2. Organic gardens, whether traditional landscapes or vegetable-based, do not have that concern. If you do not have a garden but a neighbor does, please ask questions. Make sure they are organic.
  3. If you have planters and need to give your plants extra food to maintain growth, please read labels carefully.
  4. Always check with a reliable source before picking or tasting anything you are not familiar with. For example, most mushrooms are poisonous. Pokeberry flowers and berries are not edible. Daffodils are not edible.

Title: The Edible Flower Garden
Author: Rosalind Creasy


What I like: Rosalind gives the reader an encyclopedia of flowers that are edible. Pictures are crisp and help to easily identify a flower accompanied by how to grow and how to prepare sections. She then provides us with photographs and recipes that are simply elegant. She rounds out her book with appendixes on planting and maintenance, pest and disease control. She has suggestions for nontoxic management if pests show up. Lastly, she has a well-organized section on seed sources.

I recently spoke to a library about the benefits of herb teas. The dried flowers contained in the herb blends were a hit. Folks who love to garden often have no idea that many common plants are edible. And that some of these flowers and plants contribute nourishment. Nourishment, provided from a variety of plant constituents, such as vitamins A, B, C, and calcium, all support our biology.

For those of you who are curious about edible flowers I highly recommend this book.

Enjoy. Judith

MediMindful Moment Podcast: Meet David Nichtern

In this episode of Cloud 9 Online’s MediMindful Moment Podcast, co-hosts Judith Dreyer, Jeff Nelder, and Henry Edinger interview David Nichtern, a senior Buddhist teacher, meditation guide, musician, four-time Emmy winner, two-time Grammy nominee, and the founder of Dharma Moon and 5 Points Records. David talks about the three dimensions of life being fully integrated, what we can learn from Buddhist practices during this time, and how to utilize mindfulness as a tool in our state of mind.

Episode Highlights:

  • Judith introduces David Nichtern. (00:39)
  • David thinks that his most significant aspect is being eclectic. (1:36)
  • David mentions his book that he wrote entitled Creativity, Spirituality, and Making a Buck. (1:47)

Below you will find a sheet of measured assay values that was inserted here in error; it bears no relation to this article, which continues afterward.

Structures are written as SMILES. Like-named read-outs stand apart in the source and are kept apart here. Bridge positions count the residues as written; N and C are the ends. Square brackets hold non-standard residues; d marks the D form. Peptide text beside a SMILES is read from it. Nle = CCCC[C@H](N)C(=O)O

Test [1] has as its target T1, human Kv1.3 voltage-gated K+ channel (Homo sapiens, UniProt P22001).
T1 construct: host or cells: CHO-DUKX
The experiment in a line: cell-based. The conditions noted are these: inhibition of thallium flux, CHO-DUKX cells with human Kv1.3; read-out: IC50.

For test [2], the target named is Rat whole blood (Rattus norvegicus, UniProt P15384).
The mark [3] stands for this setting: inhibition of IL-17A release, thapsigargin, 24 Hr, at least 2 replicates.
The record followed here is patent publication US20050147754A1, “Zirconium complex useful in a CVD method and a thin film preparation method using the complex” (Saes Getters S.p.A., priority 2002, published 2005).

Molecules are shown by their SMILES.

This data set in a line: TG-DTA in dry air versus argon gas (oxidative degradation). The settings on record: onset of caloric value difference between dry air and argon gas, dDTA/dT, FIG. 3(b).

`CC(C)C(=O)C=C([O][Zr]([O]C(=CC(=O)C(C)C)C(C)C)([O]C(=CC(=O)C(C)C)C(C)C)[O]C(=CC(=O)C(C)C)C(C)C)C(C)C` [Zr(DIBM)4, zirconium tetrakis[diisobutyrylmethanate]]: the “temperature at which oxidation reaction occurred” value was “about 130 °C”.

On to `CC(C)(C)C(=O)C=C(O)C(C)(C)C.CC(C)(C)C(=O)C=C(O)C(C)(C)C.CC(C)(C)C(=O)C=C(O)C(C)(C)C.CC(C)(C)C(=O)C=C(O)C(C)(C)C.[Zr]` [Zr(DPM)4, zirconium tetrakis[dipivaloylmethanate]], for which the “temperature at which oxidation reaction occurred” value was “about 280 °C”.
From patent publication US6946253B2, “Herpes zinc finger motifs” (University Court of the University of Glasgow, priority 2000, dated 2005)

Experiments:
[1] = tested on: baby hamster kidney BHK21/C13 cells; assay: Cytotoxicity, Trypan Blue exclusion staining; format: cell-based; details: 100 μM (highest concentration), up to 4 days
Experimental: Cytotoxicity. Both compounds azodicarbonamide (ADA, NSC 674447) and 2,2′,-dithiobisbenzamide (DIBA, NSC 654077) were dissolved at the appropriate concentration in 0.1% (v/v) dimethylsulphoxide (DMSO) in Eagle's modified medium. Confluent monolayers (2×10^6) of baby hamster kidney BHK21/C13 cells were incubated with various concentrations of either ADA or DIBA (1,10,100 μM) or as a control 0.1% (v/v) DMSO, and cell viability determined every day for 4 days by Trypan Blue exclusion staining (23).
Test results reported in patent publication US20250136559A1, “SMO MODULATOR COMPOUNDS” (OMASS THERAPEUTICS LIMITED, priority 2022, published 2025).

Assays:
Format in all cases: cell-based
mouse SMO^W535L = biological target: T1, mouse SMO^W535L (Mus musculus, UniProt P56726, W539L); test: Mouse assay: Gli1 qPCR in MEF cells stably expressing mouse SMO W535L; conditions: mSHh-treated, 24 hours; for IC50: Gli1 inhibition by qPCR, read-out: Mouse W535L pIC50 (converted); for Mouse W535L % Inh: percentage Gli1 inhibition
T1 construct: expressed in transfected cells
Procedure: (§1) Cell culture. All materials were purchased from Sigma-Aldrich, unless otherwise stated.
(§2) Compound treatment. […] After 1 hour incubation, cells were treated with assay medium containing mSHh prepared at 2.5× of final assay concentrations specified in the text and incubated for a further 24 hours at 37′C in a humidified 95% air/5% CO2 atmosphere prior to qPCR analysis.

• David leads the MediMindful exercise. (4:24)
  • David mentions that if you go to a pure view of the phenomenon, everything is unprecedented. (16:20)
  • David shares that from a Buddhist point of view, it’s a great time to practice. Because what was always true is now obvious. (16:35)
  • David shares that mindfulness is the best tool for our state of mind, and it enables us to perceive grounded information and the truth of the situation. (18:51)
  • David mentions that impermanence is considered to be one of three vital descriptions of life as it is. (21:41)
  • David mentions that there are three marks of existence, and only one is impermanence. (24:10)
  • David feels that the contemplative element is significant at this moment. (26:51)
  • David shares that Sister Pema Chödrön is an excellent meditation teacher and she has a book entitled Start Where You Are. (29:24)
  • David thinks that everyone needs some time to play, and creative solutions come out of a sense of less tension, more openness, more sense of play. (32:53)
  • David mentions that in some very advanced Buddhist traditions, they say that noticing, recognizing, and remembering is the main practice. (38:02)

Key Quotes:

  • “Expressing yourself creatively and relating skillfully to everyday life and livelihood and things like that have equal weight. So, you can see as you travel through different communities that sometimes, one is weighted more than the other significantly.” – David Nichtern
  • “Impermanence just simply means that there’s a fundamental dimension of reality in which that’s just simply true. The condition part of reality it’s simply true, you can observe it if it’s given as a contemplation to us, everybody should just think about it for five minutes.” – David Nichtern
  • “As a meditator, just start where you are, you sat down, you took your seat in the middle of a thunderstorm, in the middle of chaos, in the middle of a prison camp, if that’s where you are, just tune in to your body, speech, mind, and work with it from there.” – David Nichtern
  • “Everybody in the entertainment industry knows you’re only as good as your last movie, and that’s true of meditators. There’s no accumulation pot for your experience, it’s fresh every time, and people who are going to tune their mind to that freshness, then there’s a certain kind of sense of creativity and facing adversity.” – David Nichtern

Resources Mentioned:

Podcast: Holistic Nature of Us: To Read is to Explore, Evolve, Embrace and Emerge: Part 2